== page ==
Read & Watch: Shane asks – Is There Such Thing as a Good CEO?

But as a Christian, I have a strange model for interacting with violence – the cross.  During his state-sanctioned execution, Jesus looked into the faces of those about to kill him and prayed, “Father, forgive them for they don’t know what they are doing.”  The enemy-love exemplified by Jesus on the cross is so counter-cultural that the bible says that it is “foolishness” to the wisdom of the world.  It makes no sense to the logic of “smart” bombs nor the sort of justice that says “eye for an eye, tooth for a tooth, shock and awe for a September 11th”.  But what Jesus did on the cross was expose injustice – he made a spectacle of it as he endured some of the ugliest stuff people can do to each other.  And he triumphed over violence with nonviolent love.  Some theologians have called it: revolutionary subordination.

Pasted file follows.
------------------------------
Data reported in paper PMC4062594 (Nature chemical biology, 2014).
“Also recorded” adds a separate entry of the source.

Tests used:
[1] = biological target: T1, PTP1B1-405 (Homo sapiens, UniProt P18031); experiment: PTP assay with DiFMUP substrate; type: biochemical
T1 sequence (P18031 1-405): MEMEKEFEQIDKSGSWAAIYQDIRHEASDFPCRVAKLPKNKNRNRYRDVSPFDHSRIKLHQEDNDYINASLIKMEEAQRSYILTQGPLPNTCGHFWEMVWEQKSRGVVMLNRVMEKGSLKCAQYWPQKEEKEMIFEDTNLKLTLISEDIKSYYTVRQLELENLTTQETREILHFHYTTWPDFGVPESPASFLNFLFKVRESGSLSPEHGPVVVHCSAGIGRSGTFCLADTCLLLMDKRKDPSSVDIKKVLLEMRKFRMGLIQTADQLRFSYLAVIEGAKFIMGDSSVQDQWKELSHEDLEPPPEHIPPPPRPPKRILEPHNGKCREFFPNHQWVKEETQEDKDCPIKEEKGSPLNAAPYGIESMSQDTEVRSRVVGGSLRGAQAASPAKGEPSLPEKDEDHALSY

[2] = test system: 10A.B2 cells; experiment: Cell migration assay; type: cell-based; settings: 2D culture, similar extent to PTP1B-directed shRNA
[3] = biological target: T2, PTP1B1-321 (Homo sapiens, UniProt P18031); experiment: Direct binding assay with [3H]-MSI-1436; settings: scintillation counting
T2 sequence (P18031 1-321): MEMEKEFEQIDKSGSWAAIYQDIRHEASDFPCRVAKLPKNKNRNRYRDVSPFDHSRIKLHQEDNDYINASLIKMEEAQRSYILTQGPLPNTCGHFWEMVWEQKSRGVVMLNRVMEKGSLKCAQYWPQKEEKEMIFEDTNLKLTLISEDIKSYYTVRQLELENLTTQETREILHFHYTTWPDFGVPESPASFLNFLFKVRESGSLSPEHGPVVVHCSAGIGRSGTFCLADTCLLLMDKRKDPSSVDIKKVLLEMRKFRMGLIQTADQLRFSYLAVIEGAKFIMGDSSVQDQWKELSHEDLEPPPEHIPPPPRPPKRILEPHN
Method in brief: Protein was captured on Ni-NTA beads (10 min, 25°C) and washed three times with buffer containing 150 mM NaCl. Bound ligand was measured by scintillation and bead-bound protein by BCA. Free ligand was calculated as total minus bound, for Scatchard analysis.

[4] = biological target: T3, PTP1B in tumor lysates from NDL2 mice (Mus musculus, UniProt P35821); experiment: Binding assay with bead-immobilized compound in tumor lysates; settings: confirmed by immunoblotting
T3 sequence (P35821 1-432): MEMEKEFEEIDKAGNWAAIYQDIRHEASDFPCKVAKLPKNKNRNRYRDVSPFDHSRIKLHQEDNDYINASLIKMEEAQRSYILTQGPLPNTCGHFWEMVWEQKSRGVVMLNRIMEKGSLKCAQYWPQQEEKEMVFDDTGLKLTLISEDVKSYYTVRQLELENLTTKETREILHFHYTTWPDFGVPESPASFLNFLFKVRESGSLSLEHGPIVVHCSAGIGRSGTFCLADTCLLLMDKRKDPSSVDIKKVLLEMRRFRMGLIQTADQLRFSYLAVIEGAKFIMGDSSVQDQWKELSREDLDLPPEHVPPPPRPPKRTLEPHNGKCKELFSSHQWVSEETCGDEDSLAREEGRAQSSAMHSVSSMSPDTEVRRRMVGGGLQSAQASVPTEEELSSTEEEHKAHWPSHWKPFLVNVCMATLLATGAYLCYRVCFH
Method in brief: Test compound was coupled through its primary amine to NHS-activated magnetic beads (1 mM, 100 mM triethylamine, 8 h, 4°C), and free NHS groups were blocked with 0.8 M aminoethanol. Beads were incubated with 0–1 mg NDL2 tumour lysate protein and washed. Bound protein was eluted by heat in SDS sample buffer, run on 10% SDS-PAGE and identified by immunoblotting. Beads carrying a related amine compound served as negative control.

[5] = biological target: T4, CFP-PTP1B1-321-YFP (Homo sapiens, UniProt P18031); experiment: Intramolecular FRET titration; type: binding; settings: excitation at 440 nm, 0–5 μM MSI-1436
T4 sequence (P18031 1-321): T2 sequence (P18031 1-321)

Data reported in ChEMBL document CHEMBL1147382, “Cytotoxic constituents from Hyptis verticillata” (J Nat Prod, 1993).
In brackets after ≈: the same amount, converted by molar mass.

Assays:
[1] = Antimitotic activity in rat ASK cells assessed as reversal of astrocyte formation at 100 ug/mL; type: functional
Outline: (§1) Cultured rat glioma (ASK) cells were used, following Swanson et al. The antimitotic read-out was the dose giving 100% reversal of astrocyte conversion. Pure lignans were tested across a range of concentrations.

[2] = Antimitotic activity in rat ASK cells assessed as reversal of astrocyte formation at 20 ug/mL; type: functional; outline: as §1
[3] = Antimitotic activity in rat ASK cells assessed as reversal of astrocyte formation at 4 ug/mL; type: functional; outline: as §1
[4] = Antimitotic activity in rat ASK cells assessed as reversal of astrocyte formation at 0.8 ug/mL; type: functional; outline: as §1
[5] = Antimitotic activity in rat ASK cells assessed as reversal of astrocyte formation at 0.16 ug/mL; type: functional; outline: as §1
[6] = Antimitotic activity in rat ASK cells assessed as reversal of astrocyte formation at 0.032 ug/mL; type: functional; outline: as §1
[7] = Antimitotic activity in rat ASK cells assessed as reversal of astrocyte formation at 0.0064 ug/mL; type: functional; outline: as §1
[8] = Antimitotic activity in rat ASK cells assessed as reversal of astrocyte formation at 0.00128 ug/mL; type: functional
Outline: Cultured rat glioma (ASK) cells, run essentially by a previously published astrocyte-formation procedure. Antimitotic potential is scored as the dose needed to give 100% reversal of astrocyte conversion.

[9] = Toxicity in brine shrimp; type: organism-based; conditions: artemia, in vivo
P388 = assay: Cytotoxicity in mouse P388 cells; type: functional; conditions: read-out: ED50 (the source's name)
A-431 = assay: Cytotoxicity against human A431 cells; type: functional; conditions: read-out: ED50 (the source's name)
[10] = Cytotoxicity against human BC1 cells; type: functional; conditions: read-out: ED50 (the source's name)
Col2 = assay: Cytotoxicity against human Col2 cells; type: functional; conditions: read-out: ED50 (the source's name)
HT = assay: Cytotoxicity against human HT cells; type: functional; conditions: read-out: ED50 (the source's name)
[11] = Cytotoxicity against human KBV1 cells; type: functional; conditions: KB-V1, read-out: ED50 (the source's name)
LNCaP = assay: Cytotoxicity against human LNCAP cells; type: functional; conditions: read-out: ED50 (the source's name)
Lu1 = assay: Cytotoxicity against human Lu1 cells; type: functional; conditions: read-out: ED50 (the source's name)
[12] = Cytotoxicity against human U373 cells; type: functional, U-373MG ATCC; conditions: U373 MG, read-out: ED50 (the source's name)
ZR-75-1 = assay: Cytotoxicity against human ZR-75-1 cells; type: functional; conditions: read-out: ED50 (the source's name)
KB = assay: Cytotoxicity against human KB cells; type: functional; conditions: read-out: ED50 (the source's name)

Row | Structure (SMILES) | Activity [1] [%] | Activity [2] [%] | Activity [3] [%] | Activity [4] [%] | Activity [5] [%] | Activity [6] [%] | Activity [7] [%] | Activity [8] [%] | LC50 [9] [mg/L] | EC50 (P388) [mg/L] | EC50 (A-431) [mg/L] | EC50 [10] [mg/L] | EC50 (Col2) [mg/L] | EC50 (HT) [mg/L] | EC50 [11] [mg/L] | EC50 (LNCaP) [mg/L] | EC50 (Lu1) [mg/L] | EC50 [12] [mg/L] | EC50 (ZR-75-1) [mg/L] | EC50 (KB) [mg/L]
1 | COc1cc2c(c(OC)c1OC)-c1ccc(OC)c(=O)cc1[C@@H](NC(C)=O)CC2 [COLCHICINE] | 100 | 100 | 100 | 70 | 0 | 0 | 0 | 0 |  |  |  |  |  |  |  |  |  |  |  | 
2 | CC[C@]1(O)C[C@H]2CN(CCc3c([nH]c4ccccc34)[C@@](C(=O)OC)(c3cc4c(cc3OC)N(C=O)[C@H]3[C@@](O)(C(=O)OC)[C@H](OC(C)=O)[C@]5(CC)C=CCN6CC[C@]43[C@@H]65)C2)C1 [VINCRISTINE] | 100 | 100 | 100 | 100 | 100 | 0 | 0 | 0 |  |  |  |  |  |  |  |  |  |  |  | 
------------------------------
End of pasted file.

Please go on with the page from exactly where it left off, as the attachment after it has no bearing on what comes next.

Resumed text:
Jesus shows us that it is possible to overcame evil without mirroring it… to resist oppressors without emulating them, to neutralize enemies without destroying them.

Jesus (and MLK and Gandhi and others) abhorred passivity and violence – but they also knew they were fighting a something bigger than people.

Over and over throughout history, folks have discovered this power of nonviolence.    Martin Luther King insisted that the best way to expose injustice was to suffer nonviolently, so that we “make injustice so uncomfortable that it has to be dealt with.”  Nonviolence unmasks injustice in a way violent resistance cannot.  There’s something in us that can’t stand to see an unarmed, peaceful person beat up. Something in us winces, stands with the underdog.  The universe bends towards justice.